a1 (University of Essex)
In most varieties of modern Greek, the consonant /l/ is typically a “clear” [l] in most environments, as in /ala/ [ala] αλλ ‘but’; but with positional variation involving also palatalised and/or palatal variants, as in /skili/ [skiļi] σχυλ ‘dog’. In a number of areas of northern Greece, velarised [⃒]-type pronunciations may also be found, as they may also be in those areas of Attica and Biotia where Albanian/Greek bilingualism is or has been common (see Trudgill & Tzavaras 1975 – most varieties of Albanian have a phonemic contrast between /l/ and /l/). In his book The Generative Interpretation of Dialect (1972), however, Brian Newton also points out that ‘in the Sphakiá area of Crete /l/ has a retroflex pronunciation before back vowels’. This feature is also cited by Kondosopoulos (1959, 1969, 1974) and Pangalos (1955), who also mention some other areas of Crete where a similar phenomenon occurs. (Following Kondosopoulos and Pangalos, Newton also indicates that /l/ → Ø or /l/ → /w/ in certain Cretan villages.)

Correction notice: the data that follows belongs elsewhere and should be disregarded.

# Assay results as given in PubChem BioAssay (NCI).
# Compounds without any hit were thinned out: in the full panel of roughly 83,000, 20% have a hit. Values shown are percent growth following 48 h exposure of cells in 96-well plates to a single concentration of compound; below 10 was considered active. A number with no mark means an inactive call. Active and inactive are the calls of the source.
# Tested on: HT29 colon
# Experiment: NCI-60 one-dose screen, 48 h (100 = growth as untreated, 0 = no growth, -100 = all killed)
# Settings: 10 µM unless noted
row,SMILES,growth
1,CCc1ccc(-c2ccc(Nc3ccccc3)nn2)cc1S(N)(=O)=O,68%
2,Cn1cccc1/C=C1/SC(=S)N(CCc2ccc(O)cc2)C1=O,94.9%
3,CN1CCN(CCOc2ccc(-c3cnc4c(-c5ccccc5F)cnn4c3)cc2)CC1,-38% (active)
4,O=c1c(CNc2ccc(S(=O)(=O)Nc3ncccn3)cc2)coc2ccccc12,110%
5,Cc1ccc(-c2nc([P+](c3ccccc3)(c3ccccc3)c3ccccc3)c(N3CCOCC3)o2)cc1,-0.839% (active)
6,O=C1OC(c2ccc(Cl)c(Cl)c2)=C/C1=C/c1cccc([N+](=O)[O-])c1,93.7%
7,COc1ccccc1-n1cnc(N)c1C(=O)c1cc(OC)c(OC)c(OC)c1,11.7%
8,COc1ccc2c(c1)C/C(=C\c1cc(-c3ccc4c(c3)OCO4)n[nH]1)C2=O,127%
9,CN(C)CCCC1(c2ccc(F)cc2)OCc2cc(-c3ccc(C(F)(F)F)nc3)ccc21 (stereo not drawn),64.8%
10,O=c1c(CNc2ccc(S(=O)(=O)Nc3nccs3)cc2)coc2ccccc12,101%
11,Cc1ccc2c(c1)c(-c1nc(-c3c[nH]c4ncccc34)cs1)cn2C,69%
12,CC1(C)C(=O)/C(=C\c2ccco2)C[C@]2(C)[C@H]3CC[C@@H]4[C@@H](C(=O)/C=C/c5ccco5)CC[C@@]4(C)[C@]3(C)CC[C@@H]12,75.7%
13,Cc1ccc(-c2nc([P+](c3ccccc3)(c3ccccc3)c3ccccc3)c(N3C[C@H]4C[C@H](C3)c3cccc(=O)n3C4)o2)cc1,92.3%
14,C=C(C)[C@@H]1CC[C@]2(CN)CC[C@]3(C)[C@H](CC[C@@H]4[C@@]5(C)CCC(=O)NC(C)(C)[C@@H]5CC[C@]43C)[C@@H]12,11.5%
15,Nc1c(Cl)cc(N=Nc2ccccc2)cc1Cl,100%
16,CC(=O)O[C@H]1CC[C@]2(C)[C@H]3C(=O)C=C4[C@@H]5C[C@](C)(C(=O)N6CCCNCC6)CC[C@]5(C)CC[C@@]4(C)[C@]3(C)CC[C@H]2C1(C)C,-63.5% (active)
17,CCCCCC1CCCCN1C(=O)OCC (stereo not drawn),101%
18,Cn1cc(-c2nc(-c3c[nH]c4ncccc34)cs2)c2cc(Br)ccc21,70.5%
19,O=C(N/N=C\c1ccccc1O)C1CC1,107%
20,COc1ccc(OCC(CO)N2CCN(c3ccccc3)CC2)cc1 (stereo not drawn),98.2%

1 I am very glad to acknowledge with gratitude the help I have had with this research from Irene Philippaki-Warburton, Andy Butcher, Maria Sifianou, and especially Pandelis Douroudakis.